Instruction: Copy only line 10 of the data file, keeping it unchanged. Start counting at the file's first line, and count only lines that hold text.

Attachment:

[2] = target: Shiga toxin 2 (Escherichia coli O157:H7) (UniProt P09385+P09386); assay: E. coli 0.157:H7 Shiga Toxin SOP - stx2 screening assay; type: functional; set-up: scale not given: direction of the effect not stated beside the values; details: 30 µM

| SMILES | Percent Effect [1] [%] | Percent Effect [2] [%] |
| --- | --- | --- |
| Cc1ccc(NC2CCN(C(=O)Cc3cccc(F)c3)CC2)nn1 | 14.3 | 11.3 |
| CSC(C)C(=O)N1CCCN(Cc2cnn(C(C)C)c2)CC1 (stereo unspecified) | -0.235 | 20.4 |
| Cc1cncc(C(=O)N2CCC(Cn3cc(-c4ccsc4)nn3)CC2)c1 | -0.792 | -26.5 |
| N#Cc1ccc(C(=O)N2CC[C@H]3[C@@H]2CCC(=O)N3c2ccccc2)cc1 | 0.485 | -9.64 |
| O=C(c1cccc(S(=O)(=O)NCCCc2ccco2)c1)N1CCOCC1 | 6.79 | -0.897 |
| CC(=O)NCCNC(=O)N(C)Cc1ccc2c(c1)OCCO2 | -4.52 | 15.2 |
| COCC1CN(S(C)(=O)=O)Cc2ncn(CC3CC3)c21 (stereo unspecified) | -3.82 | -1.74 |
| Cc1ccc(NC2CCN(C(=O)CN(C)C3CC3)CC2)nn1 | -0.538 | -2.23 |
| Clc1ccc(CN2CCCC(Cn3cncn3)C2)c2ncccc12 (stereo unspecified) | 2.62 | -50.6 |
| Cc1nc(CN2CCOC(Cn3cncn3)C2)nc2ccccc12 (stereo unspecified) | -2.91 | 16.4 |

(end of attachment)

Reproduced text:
| COCC1CN(S(C)(=O)=O)Cc2ncn(CC3CC3)c21 (stereo unspecified) | -3.82 | -1.74 |